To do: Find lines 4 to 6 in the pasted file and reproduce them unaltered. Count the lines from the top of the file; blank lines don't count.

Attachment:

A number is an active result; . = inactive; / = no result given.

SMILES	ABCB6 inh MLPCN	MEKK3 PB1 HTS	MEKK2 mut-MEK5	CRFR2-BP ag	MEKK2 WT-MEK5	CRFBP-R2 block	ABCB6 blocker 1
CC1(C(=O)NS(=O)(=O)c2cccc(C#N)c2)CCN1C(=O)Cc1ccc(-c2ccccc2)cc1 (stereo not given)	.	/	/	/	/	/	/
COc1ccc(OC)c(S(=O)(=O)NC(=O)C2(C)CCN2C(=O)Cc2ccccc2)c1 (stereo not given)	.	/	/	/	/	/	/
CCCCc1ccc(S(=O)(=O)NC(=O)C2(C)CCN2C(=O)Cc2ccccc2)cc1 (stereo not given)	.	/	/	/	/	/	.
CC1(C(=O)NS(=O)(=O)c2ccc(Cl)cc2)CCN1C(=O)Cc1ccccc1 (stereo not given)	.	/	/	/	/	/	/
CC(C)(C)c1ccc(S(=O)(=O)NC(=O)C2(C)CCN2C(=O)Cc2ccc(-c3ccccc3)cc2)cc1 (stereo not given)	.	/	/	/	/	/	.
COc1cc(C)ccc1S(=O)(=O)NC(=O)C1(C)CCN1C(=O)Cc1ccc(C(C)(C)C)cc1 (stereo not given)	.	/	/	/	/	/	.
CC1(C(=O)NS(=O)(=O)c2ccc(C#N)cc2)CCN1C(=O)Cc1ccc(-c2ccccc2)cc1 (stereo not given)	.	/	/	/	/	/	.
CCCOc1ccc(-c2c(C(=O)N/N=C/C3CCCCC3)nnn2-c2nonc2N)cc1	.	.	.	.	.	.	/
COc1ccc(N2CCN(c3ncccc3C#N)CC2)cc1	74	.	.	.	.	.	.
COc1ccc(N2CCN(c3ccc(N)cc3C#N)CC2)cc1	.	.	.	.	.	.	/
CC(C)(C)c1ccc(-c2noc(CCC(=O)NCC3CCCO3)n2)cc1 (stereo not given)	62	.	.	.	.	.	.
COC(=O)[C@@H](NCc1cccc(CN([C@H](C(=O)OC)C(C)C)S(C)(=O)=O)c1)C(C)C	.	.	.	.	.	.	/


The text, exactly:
COc1ccc(OC)c(S(=O)(=O)NC(=O)C2(C)CCN2C(=O)Cc2ccccc2)c1 (stereo not given)	.	/	/	/	/	/	/
CCCCc1ccc(S(=O)(=O)NC(=O)C2(C)CCN2C(=O)Cc2ccccc2)cc1 (stereo not given)	.	/	/	/	/	/	.
CC1(C(=O)NS(=O)(=O)c2ccc(Cl)cc2)CCN1C(=O)Cc1ccccc1 (stereo not given)	.	/	/	/	/	/	/